Caring for a child in a wheelchair

Posted by iChild, June 28, 2017 5:35 PM

By The Next Best Thing to Mummy

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When I was a registered child minder I had the honour of looking after several children with special educational needs.

Mary is one of these children who comes to mind. She was born with several medical issues, which meant that she was unable to walk.

When I first minded her, Mary was approximately 18 months old and wore what I can only describe as old-fashioned metal callipers on her legs. Her mum asked me to try to get Mary to wear these for a maximum of three hours at a time, as any longer would cause rubbing, making her skin sore.

I remember one occasion when I took all three of the children in my care to a toddler group. We drove and then I carried Mary inside (she was too small yet for a wheelchair). She was wearing her leg supports when she arrived to my house and had had them on for two hours already, so an hour into the session it was time to remove them. To do this she had to lie on her back on the floor, and while I was unbuckling the straps a group of children gathered round all wanting to know what I was doing. I believe that children should be told the truth in order for them to learn, so I explained as simply as I could that Mary’s legs were not as strong as theirs so she needed the splints to help make them stronger. This seemed to go down well as several of the children went away to tell their mothers all about it.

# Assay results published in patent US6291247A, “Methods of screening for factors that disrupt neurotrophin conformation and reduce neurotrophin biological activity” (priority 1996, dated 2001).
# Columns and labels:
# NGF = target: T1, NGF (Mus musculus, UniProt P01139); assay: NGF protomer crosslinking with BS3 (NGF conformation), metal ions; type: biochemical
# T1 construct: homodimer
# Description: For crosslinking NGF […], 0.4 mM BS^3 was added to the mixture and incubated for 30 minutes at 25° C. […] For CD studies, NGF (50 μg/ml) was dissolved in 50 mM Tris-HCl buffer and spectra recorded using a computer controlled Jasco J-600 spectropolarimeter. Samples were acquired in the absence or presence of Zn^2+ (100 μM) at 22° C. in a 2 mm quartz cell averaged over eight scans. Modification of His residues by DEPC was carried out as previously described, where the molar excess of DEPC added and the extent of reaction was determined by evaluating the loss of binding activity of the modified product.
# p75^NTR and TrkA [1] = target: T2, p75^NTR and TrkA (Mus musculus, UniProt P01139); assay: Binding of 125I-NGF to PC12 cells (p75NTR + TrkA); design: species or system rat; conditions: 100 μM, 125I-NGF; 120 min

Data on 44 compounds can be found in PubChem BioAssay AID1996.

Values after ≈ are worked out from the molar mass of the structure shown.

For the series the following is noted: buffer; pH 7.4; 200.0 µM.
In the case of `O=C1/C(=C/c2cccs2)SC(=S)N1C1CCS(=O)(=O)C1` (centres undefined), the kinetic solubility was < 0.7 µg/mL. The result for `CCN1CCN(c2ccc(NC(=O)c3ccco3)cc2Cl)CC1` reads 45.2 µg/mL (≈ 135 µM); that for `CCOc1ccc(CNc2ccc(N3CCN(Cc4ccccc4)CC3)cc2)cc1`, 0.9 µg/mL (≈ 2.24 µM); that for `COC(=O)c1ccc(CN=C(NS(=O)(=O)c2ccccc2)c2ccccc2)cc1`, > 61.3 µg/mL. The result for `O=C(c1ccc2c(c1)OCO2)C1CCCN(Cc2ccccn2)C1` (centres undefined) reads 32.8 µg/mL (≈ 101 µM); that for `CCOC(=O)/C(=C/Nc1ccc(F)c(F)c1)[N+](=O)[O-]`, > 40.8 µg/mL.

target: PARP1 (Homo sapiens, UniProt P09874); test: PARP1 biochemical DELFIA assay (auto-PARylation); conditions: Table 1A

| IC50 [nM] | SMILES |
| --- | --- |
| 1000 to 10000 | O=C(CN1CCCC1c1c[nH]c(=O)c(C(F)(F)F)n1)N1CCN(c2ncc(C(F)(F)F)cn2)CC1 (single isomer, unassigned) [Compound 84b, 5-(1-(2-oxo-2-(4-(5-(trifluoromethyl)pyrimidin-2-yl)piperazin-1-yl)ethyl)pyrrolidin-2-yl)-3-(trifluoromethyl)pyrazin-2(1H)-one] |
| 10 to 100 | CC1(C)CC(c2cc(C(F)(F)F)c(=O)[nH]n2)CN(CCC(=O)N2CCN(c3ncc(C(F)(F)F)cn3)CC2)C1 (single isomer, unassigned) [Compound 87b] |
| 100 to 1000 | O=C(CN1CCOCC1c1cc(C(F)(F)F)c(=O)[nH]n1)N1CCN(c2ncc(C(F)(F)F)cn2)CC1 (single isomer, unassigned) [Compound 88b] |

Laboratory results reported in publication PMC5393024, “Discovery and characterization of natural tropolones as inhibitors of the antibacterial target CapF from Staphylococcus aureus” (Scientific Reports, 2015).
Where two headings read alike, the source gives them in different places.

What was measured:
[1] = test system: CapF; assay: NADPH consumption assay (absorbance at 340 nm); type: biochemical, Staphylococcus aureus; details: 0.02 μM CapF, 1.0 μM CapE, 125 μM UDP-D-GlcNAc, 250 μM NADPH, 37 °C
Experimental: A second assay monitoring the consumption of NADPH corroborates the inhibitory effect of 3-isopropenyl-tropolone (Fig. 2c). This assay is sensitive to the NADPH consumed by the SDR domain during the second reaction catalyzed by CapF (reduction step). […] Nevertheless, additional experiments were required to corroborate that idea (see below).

I pretty much treated Mary the same as the other children in my care as far as possible, adapting some activities to enable her to take part. For example, when the children were going through a phase of racing each other, I took them to the park, and so that Mary didn’t miss out I ran along pushing her wheelchair (now she had grown) alongside the children. Mary screamed with delight and held out her arms pretending she was flying in an aeroplane. I have written a post on planning activities to suit  everyone in my blog.  When we went to the children’s play equipment, I sat Mary in front of me on the sea-saw, carried her up the steps to the slide and slid down together. The other children laughed as they thought that I was too big to go on the slide!

Once, after Mary had gone home, one of my own children told me that he had been afraid of her when he first saw her. But witnessing me treating her just like the other children gave him the confidence to do the same. 

Mary was a happy child who didn’t seem to let her disability stop her from enjoying life. I no longer look after for Mary, but I keep in touch with her mother who informs me that she is doing well and can now walk a few steps with the aid of her leg splints. 

My advice to anyone who is going to be caring for a disabled child is to try to treat them as they would an able-bodied child, which will help with fitting into the group. Also, working in partnership with parents is vital. Seeing the child be confident and happy is one of my most rewarding experiences.

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By The Next Best Thing to Mummy

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